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Thanks! I’m going to try this out! Any reports on the success of your app on this store compared to others? I don’t think I’ve ever bought a game from the Windows store and don’t really want to put in the work for no possible installs :stuck_out_tongue:

Nice! @ Kelsonk, the windows store is less competitive so you have more chance to be featured I guess and also more chance to see your app in the ranking if it’s worth it indeed :).

I’m very fine with the idea that Flash Air application can be found on Microsoft Store.
We can see it as a new birth in a way for all flash apps which was working pretty well via the web via windows, and historically it’s supposed to be ultra compatible .


This ANE only has functionality for in-app purchases? I was hoping there’d be some functionality for local push notifications or something.

This ANE is for the Windows Store only. We have other projects in the works for push and local notifications in UWP apps.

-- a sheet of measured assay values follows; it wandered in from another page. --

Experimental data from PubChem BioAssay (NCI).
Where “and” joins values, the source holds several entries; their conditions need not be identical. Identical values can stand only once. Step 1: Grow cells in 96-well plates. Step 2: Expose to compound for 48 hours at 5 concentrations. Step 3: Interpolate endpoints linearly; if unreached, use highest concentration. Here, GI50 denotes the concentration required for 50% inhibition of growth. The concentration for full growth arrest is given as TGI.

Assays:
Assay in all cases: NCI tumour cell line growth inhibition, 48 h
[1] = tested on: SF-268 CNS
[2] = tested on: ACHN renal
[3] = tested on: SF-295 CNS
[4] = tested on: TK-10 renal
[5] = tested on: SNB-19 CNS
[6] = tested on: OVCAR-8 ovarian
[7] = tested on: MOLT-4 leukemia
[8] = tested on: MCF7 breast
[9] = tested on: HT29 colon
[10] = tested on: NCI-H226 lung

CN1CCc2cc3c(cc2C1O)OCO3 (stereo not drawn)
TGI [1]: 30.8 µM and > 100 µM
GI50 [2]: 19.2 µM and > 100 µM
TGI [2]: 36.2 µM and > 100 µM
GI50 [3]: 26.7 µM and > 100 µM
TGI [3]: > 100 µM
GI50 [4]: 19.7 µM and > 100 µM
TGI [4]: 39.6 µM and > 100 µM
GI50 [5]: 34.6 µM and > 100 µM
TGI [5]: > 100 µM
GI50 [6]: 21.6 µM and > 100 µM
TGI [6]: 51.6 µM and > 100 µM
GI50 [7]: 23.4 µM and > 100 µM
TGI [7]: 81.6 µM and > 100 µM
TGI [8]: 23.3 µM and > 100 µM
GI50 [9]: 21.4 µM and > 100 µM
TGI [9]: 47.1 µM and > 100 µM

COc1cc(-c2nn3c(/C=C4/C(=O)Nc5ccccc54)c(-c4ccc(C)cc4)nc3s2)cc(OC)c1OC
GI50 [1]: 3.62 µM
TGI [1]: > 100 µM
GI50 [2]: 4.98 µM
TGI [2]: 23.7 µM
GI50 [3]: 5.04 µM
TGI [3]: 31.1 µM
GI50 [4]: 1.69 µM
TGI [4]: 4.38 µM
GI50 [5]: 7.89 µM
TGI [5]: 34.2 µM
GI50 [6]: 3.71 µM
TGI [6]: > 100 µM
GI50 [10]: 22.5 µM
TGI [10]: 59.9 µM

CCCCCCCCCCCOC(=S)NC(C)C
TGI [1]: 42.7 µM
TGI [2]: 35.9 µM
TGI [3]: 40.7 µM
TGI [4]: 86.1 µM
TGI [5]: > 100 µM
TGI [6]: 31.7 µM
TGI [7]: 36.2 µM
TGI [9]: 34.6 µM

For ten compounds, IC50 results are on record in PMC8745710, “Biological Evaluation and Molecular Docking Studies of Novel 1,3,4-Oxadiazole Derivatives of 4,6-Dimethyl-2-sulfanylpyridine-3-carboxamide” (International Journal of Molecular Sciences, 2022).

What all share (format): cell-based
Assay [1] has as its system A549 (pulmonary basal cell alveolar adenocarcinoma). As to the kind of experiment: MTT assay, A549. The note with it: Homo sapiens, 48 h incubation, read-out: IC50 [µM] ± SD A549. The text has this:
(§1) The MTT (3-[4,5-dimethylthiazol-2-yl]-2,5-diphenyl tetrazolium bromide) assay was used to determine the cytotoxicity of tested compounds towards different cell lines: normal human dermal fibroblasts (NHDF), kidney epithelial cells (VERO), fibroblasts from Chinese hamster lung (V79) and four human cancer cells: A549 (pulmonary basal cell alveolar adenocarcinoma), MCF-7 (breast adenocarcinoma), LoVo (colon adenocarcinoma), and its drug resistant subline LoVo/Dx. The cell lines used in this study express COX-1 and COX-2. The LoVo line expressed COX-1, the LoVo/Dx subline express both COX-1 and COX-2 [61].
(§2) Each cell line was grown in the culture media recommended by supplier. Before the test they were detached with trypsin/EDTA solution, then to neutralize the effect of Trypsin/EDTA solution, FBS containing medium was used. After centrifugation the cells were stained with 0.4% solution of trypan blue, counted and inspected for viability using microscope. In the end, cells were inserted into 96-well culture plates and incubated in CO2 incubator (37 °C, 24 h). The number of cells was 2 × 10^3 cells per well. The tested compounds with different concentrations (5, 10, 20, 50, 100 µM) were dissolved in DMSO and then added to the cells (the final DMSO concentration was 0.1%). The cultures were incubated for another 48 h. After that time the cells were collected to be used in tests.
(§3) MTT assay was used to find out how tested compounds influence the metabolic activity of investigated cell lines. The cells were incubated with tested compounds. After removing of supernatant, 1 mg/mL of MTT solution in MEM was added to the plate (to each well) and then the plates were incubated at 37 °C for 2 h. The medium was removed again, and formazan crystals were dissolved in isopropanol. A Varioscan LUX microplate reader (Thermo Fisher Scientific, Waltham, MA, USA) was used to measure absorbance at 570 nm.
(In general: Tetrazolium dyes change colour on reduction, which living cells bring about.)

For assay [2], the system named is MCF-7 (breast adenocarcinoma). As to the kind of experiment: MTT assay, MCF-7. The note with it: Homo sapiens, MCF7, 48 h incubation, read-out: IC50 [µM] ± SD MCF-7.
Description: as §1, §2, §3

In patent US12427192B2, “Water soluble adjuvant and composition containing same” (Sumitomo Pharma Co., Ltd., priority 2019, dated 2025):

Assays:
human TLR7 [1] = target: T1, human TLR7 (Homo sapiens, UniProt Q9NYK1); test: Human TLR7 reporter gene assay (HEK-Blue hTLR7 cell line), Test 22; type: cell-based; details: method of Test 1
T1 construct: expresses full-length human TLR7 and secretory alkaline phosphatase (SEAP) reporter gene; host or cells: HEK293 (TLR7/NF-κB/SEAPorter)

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Okay thanks. Small correction, in your guide, the consume events are static strings of WindowsStoreEvent and not PurchaseEvent.

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Thanks for pointing that out, will get it corrected.

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The Ane seems to be running up fine but every time I call get products, the array comes back with 0 length, and purchases don’t work. Is there something I’m not doing to turn on ‘add-ons’ for my game? The id’s I’m sending through the client definitely match the id’s in Microsoft Partner Center.

I just realized that Microsoft uses randomly generate store ids that you have to implement in your client, rather than the ones you give them. What a pain.

Yeah, it’s a little annoying. I actually don’t even see the point of giving them your own id’s.

Sorry it’s me again, I don’t know of a better way to contact. I’m almost certain that when I consume a purchase “WindowsStore.service.consumePurchase(purchase.productId);”, neither callback is working. There should be a dialogue pop up on either an error or success callback, and it’s not happening. Furthermore, when I call ‘WindowsStore.service.getPurchases();’ on a later startup, no purchases return, which I believe implies the consume request worked, it’s just that nothing gets called back when you consume the purchase.

Hi, Best if you post your issues in the github issue tracker, we use this for support and bug tracking.